“Davey, about that night,” I said, “The night when you…”

“Got meself killed? Oh, don’t think about it. It’s water under the bridge. No good crying over spilt milk. What’s done is done. You make your bed and you lie on it. No point me being a dog in the manger. Worse things happen at sea. A bird in the hand is worth two in the bush.  You’ve got to row, row, row your boat swiftly down the stream.  When your cup’s half empty, it’s really half full, ignorance is bliss,

when you come to the end of a perfect day…”

    “Davey, oh, please stop!”

“What’s wrong, girl?” he sounded perplexed. “Ain’t I making no sense?”

“No, no, it’s not that,” I saw, to my consternation, that he was becoming increasingly translucent. The wardrobe door was visible through his chest. “It’s just that I haven’t seen you for so long. There’s so much I want to say and…” 

“And I’m talking rubbish,” Dave completed my sentence. “It’s a funny thing, being dead makes you do that. There’s all this stuff floating in your ‘ead and you can’t get the words out. You know what? I’ve learned stuff since I’ve been on the other side. I wanted to be your equal. I learned all that stuff you was studying. I know about Battleship Potemkin and the films of Ingmar Bergman, who wasn’t the same person as Ingrid Bergman, and I know about tracking shots and what the gaffer does, and the best boy, I even know what a focus puller is  and…oh sorry, I’ve gone off again, haven’t I, and I did have something important to tell you. Only I can’t quite remember what it was, no, wait, it’ll come to me in a moment.”

I could hardly see him at all now. He was fading like a Victorian sepia photograph that had been over-exposed to sunlight.  

 “Oh, Davey!” I leaned forward, anxious not to lose sight or sound of him. “Davey, Davey, stay here!”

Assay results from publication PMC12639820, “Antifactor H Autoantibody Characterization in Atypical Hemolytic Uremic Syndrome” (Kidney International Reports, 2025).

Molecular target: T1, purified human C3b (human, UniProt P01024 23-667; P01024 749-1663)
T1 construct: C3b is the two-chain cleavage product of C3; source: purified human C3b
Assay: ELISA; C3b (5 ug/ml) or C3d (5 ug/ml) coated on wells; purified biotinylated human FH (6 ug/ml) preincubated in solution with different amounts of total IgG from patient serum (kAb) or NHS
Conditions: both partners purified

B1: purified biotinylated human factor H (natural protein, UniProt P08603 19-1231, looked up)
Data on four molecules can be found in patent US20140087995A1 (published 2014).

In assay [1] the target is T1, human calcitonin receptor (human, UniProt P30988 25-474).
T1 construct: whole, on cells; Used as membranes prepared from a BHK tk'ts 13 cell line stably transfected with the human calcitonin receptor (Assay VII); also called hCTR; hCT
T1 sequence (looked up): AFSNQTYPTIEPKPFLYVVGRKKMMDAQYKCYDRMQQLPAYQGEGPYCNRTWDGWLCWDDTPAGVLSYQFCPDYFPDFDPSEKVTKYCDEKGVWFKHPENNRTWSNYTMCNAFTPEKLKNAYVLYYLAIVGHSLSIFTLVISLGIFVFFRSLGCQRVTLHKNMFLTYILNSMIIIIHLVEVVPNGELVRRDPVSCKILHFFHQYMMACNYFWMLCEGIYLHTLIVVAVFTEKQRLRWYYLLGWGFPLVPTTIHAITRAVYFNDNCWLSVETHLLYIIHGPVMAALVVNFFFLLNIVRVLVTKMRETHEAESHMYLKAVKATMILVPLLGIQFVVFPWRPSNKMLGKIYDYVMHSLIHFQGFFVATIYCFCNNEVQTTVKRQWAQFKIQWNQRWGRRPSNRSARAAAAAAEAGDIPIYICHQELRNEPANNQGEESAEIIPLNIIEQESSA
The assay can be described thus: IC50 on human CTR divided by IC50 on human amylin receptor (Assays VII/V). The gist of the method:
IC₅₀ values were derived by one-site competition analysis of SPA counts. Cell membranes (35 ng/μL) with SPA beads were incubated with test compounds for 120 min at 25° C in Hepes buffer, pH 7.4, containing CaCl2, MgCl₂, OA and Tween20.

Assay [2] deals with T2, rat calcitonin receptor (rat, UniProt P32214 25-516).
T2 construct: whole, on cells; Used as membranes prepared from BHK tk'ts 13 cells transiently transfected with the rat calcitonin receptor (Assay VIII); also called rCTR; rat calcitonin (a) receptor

“Sorry girl. I’ve got to go.”

“You have to stay. Please, you must try!” All I could see of him now was the vaguest outline. The bedroom seemed to be filling up with mist.

“Listen, girl,” his voice was fainter. “What did you go and marry that bloke for? The one who owns this gaff? I didn’t want you to live like a nun, girl, but you could have done better than him. You deserve better.”

“It was a mistake,” I bit my lip. “I’m sorry.”

“It don’t matter, girl.”

“But it does. I should have known. There could only ever be you.” 

“But I’m dead, girl, it’s no bleeding good. Here, it’s coming back to me, henbane, you’ve got to get some henbane...” his voice was echoing as though from the bottom of a fathomless well.

“I don’t understand. What are you saying?” 

    “I said to Dingo.... watch out for that tree.....”

“The tree!” Desperately, I was trying to keep him here. “Davey, what about the tree? Did you see…?”

“The henbane….don’t forget the...henbane....bloody strange way for a tree to behave…henbane…”

I heard a car roar past outside. Then there was silence. He was gone.


I threw back the duvet, got up, and went over to the window. I stared out at the foggy street. I was alone, feeling the desolation of his loss all over again. My past was coming back to haunt me, and still, nothing made any sense. But the memories were stirring, and the only thing now was to go with them, and see where they would take me.  









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Katefin wrote 382 days ago

I like the character of Ralphie, quaint, and eccentric. Also the way you root the supernatural events in a convincingly described real world is really effective and well handled. I can identify with the narrator and her world, and then the ghostly apparitions, though startling also have a good comic element. My mind was spinning with plot possibilities with three ex mother-in laws! Imagine if they had all died? Or died proressively over the book. It reminded me a bit at this point of Blythe Spirit, maybe because of the camp Ralphie. Just finished Chaper 1, will be back to read more

desbill1 wrote 459 days ago

I have just started reading this story, and quickly found myself transported to The Lord Halifax! Only on chapter one, at the moment, but so far, so good!

desbill1 wrote 459 days ago